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Using the senses

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By Andrew Fusek Peters, John Foster, Alison Milford, and Moira Andrew

Each of the poems in this leaflet treats the subject of the senses in a different way. The first plays with words and double meanings; two draw on a seaside context, linking to On-screen resource 2 while ‘Using my senses’ uses everyday situations to explore each sense. The two longer poems use repetition. Children with a good phonic knowledge should be able to read these poems independently.

Thhes teachers’ notes accompany the PRINT ONLY guided reading leaflet in Literacy Time PLUS Ages 5 to 7, July 2009.


Before reading

  • Revisit what the children understand about the senses, referring to science activities or On-screen resource 2.
  • Look through the leaflet and discuss what kind of text it is. What do the children know about poems and poetry, including how they affect the reader? Briefly consider how poetry often looks different on the page when compared to other texts.
  • Recap some decoding skills pertinent to the group – eg, basic phonic skills, such as vowel patterns or suffixes. Alternatively, if decoding is reasonably secure, focus on wider strategies to support comprehension – eg, model how to work out what sapphire might mean in ‘sapphire sky and yellow sun!’ by reading on to yellow sun.
  • Ask the children to read each poem more than once, experimenting with intonation and phrasing.
  • Read the titles together and ask the children to choose the poem they would like to read first, reminding them that they do not need to read the leaflet from front to back.

Follow-up to guided reading:

  • Read and compare other poems about senses.
  • Paint pictures to illustrate each verse in ‘Using my senses’.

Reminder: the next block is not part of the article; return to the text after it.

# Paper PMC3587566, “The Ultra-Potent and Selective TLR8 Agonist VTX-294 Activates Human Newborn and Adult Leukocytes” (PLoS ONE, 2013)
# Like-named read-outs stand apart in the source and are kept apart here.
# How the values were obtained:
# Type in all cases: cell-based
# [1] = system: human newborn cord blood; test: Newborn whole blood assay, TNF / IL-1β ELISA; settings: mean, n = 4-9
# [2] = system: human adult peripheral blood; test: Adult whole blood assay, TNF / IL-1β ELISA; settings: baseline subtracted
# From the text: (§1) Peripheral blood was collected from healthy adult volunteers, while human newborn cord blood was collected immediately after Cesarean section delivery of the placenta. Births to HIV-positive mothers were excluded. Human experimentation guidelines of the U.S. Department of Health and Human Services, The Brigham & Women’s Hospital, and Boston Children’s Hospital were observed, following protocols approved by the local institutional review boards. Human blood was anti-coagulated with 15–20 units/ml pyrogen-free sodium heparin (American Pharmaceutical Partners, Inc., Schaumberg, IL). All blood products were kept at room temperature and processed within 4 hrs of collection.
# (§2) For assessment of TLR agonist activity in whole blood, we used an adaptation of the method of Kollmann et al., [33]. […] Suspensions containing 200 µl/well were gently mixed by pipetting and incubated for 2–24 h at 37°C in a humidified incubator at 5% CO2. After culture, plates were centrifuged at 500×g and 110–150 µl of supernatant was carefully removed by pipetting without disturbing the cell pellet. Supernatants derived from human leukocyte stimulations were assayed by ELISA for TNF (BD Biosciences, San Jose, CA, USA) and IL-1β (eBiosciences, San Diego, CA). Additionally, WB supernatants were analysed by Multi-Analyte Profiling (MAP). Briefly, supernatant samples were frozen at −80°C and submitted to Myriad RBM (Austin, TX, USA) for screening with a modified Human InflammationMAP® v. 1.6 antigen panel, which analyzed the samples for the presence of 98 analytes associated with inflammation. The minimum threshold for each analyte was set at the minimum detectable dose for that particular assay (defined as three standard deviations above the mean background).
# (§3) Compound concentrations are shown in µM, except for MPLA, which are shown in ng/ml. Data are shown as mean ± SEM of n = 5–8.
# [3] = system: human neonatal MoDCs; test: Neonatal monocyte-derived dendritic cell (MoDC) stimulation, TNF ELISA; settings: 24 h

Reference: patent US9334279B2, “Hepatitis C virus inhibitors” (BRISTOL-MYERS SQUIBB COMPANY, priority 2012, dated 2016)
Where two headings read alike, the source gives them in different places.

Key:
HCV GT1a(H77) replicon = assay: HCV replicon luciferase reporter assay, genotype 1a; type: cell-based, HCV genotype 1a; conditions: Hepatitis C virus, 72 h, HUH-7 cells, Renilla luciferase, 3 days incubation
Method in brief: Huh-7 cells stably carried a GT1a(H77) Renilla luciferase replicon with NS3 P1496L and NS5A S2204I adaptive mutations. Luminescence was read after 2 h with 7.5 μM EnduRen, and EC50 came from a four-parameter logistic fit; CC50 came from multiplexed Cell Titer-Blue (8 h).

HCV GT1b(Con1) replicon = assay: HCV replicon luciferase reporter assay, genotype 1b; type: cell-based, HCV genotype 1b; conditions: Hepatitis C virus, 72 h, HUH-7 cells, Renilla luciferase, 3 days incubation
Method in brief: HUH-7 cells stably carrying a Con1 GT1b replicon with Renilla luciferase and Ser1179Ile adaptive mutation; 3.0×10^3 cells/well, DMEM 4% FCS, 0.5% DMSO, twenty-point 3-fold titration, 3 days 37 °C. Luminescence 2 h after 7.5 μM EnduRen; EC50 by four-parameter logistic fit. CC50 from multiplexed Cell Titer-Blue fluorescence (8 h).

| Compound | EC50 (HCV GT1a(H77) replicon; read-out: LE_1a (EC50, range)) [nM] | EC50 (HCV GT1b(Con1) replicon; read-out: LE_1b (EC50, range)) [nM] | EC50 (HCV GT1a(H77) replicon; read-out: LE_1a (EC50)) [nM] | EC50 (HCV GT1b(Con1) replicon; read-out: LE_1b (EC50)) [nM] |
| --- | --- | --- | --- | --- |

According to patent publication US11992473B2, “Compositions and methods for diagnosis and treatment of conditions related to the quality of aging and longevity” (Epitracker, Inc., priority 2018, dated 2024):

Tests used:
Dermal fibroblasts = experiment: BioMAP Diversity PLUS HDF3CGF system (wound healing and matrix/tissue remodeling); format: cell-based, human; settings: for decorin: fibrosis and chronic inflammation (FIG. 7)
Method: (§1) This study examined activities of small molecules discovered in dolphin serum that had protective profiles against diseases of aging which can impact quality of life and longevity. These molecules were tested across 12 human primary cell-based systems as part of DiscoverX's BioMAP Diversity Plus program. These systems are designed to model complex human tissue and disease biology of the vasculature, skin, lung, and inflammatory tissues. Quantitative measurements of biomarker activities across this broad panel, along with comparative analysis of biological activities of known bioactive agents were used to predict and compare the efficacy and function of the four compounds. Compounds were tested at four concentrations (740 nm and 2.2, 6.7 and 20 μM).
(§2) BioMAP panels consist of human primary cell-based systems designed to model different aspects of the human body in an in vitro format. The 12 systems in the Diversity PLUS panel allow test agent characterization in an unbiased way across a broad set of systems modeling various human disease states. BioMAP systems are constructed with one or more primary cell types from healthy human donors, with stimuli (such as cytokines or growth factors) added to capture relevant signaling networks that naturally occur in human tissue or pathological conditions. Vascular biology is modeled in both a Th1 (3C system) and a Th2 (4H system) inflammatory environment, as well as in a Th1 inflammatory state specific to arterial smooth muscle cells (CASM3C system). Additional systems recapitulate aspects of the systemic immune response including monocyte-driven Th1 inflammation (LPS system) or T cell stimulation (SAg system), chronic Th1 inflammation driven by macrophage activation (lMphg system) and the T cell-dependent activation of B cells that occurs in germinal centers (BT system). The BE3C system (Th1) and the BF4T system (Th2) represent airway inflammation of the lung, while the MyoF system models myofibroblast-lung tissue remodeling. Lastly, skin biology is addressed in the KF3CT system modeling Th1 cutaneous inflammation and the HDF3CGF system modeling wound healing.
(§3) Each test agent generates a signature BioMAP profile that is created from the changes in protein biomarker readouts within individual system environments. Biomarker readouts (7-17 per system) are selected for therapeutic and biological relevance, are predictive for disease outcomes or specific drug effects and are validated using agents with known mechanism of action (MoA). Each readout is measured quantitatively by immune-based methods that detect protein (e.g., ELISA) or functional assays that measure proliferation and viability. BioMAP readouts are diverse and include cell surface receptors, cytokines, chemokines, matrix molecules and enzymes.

• Make up new verses that draw on the children’s experiences or use props and artefacts to provide inspiration.

Reading the poems

  • You may prefer to read the leaflet over two sessions to allow you to focus on a range of elements. Support each child to read the poems they have chosen, ensuring they apply their phonic skills as the first approach for new words.
  • Encourage them to reread phases and sentences where they have taken time to work out words.
  • Look at the layout and the punctuation and try to use these to improve the children’s reading of each poem.
  • The activity sheet below provides some notes for the children to refer to when reading these – or any poems – aloud. Give them copies to keep in their reading journals or to take home with their reading books.


  • Ask the children to explain:
    • which poem they chose to read first and why;
    • what they liked about the poems;
    • the pictures they conjured up in their head.
  • Ask each child to read aloud a part of one of the poems they liked.
  • Use the following prompts for additional guided sessions.

Holiday in colour

  • What might the scarlet band be?
  • What do you think a ‘blue breeze’ would feel like?
  • What do you think pink-striped ices taste like?
  • Think about the colours used in the poem. Can you think of any other seaside colours that you could see, hear, taste or feel?
  • What colours would you see, hear, taste or feel in a forest or other settings? Use paint colour charts from your local DIY store to stimulate ideas.
  • Notice the repetition, order change and layout in ‘sky, sun, sea and sand’.

Literacy Framework

See the Using this issue chart to identify the Learning Objectives covered by these activities, to track progression from Reception through to Year 3, and to identify links with Year 1 and 2 Planning Units.

Five Little Senses All in a Row

  • Discuss the play on words.
  • Choose one line and illustrate it.

Using my senses

  • Notice how each verse is introduced, with the sense-related action and the repetition of the beginning of the next line with a substituted adjective.
  • Use this structure to write substitute verses for each sense.

The Shell

  • Have the children ever listened to a shell? Provide a shell and try it. Describe what you hear.
  • Provide other natural objects – eg, a damp log, dried leaves – and imagine what you taste, hear, smell, see or feel.



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